The other comparison that makes this book suffer is, of course, to Fussell's The Great War and Modern Memory, which everyone should try who likes or - drat, I've forgotten the title - lovely, lovely young men in English country houses, TV miniseries years ago, angst, not "Upstairs, Downstairs", starts with 'B' but isn't Barchester Towers either - well, never mind that attempt at pop culture references. The Great War and Modern Memory is about literature and reality, horrible reality and imagination, WWI, poetry, homosexuality, and suffering.
The text is gently informative on many heads: development form Victorian mores, relation to settlement houses, invention of new flosses and dyes, how to use & launder old textiles.
I think it's a pity there aren't more clothes represented; there are many contemporaneous illustrations of Arts and Crafts clothing, but they are awfully romantic and it's hard for me to guess what people actually wore. It isn't surprising that fewer dresses have survived than dresser-cloths, but it's a pity the survivors aren't shown on mannequins; they're kind of shapeless, and I wonder whether they were drapey and Pre-Raphaelite or boxy and proto-modernist.
A cheering and melancholy book. Well balanced; hard to summarize.
Sacks' family was large and thoroughly scientific - both parents doctors, and many many aunts uncles and cousins were scientists, inventors, chemists, mathematicians, all over the world. His immediate family lived in London in a big Edwardian house, which they seem to have kept full of people: four siblings; the home-surgery needs of his parents; an aunt who lived with them; and many relatives who stayed for a while between peregrinations, of widely varying ages and styles and obsessions. Good thing the house had all those rooms closed off from each other (now horribly unfashionable) to allow inhabitants their peculiarities without getting up each others' noses. Well, some of Oliver's chem experiments got up everyone's noses, but with anough ventilation they weren't lethal.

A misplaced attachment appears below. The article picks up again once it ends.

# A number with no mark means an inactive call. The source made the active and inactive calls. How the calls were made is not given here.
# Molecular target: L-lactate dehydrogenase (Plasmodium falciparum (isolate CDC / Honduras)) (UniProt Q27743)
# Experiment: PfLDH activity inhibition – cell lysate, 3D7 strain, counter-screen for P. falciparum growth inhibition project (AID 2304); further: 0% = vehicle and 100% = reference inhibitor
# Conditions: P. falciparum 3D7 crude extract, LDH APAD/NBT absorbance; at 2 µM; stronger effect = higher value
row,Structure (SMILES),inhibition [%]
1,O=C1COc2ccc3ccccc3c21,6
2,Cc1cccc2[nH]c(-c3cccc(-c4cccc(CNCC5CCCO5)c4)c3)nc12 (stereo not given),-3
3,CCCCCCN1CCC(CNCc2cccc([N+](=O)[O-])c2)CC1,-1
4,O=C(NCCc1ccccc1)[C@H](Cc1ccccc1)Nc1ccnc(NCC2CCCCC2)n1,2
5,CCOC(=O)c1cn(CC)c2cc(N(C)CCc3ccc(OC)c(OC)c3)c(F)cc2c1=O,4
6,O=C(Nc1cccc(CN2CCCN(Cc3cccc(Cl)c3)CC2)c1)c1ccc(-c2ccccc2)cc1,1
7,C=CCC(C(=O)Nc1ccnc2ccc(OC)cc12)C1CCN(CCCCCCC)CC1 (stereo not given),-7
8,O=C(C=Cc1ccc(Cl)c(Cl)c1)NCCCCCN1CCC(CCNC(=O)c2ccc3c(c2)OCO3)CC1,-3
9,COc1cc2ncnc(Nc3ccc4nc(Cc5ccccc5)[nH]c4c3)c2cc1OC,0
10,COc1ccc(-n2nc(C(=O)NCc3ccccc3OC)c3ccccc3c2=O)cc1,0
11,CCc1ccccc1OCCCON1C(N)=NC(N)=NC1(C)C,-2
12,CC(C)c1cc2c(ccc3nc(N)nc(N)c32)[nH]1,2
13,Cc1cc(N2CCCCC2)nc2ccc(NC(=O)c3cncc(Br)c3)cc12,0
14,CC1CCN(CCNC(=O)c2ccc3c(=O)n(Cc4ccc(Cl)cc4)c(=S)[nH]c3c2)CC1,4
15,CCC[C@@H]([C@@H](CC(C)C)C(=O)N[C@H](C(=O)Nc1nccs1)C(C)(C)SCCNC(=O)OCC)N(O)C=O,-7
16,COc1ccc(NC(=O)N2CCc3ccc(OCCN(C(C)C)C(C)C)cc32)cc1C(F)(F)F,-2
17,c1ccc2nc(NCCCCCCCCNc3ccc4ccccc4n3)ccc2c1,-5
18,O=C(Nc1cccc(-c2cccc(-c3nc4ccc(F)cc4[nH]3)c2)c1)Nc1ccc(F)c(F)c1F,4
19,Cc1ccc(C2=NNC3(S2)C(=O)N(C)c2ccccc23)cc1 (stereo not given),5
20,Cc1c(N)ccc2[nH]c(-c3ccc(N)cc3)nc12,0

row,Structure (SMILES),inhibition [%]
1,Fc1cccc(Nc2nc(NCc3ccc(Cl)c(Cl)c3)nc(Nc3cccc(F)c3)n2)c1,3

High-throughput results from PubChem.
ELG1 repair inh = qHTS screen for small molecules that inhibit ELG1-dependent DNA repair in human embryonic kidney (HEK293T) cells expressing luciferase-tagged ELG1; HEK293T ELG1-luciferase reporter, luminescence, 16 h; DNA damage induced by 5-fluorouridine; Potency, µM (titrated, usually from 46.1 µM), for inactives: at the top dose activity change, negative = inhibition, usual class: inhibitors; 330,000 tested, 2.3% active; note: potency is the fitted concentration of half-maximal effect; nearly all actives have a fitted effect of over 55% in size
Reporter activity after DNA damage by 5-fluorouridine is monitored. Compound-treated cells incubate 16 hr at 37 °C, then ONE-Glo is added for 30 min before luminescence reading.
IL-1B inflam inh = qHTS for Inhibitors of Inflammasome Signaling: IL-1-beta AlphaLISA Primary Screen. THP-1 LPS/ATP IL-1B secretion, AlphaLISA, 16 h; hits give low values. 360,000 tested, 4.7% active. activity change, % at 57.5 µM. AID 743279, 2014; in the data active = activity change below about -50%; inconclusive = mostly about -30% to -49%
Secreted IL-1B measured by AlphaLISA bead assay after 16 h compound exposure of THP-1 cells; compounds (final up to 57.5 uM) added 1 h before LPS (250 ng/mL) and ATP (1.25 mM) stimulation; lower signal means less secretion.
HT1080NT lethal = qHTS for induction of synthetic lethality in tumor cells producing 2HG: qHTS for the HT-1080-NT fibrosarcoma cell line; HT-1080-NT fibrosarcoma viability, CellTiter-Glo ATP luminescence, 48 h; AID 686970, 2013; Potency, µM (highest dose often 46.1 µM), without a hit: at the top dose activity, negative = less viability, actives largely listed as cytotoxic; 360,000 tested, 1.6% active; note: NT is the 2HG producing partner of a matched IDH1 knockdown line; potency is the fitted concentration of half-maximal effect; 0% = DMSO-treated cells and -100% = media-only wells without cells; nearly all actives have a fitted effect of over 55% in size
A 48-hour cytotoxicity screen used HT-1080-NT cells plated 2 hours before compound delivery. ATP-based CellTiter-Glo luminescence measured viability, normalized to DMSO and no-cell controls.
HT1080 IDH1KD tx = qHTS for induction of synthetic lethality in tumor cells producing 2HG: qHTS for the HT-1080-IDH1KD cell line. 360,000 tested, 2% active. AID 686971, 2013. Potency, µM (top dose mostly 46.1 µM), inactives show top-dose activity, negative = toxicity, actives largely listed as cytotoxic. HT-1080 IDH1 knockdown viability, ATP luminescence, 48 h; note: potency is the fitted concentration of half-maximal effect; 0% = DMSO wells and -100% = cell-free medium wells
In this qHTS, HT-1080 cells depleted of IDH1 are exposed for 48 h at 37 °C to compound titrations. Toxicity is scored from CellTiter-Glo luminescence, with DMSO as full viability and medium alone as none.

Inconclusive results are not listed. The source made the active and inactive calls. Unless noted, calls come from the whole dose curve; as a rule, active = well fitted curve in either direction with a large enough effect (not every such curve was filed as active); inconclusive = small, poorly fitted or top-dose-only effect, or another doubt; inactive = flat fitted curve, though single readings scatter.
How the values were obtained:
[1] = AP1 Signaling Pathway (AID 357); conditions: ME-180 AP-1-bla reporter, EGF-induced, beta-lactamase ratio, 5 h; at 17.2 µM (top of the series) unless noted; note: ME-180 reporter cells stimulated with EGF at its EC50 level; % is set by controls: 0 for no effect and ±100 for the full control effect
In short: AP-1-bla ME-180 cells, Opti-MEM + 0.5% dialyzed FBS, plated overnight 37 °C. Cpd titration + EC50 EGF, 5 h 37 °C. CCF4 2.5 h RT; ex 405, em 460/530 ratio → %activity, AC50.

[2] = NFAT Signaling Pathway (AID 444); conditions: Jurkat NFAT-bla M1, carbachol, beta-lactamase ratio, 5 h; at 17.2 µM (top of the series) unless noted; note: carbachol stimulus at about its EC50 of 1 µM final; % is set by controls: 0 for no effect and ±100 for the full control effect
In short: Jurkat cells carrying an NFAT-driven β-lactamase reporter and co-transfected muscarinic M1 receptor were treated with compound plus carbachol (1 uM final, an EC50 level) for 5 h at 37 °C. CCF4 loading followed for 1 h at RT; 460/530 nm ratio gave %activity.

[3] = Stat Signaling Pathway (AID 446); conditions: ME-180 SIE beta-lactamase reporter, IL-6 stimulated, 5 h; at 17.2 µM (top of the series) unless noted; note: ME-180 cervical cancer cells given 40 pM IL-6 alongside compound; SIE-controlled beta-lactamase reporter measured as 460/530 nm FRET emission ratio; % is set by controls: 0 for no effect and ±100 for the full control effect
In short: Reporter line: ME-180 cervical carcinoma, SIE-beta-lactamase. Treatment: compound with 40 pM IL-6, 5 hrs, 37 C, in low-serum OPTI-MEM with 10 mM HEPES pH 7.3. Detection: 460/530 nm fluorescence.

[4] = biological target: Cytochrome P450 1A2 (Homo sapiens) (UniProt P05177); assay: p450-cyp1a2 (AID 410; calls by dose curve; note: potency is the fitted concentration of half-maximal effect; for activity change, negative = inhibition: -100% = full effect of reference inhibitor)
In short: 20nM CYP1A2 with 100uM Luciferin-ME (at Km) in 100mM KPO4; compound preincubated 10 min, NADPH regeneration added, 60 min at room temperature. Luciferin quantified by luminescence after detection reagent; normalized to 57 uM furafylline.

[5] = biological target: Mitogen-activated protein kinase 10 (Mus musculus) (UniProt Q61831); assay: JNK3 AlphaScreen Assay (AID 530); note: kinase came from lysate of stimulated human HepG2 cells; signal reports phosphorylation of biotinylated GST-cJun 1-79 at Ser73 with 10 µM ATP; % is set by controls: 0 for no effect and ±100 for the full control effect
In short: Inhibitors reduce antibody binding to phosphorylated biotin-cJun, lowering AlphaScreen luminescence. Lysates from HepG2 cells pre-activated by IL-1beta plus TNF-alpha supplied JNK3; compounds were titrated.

But this house was in London and Oliver was six when the Blitz began; he was sent away to a hastily invented and unusually cruel boarding school. Four years later, when the school was disbanded, he came back somewhat detached from people but deeply attached to chemistry and numbers. The child's-eye narration of learning chem by recapitulating its history is the bulk of the book.
His much more reticent mentions of the pains of a war childhood, and of not studying what one's parents hope, are clear but secondary. Other issues; Englishness and internationalism, before and after the war, more or less affected by the Sacks' being Jewish. Neighborhoods, different attitudes towards child & material safety, the sensuous appreciation of an intellectual subject.
I want a spinthariscope.
This is of a genre reduced in frequency: How to Die Well, also how to accept a good death. There must have been an even more heartrending genre about having a beloved die outside the state of grace. especially in any theology that requires specific acts from a consecrated hand. I can't think of any examples, though.
Yonge tends cautiously against the novelistic convention of virtue belonging to the gently-born. The characters most virtuous under duress in this story are petty village shopkeepers and a foundling.
The Lances of Lynnwood,
Medieval adventure, suitable for youths and gently nurtured females to read. I liked it much better than The Little Duke, because the eventual success of the fatherless hero depends on his virtue and cleverness and that of his friends, not on his virtue and the unvirtuous cleverness of his friends.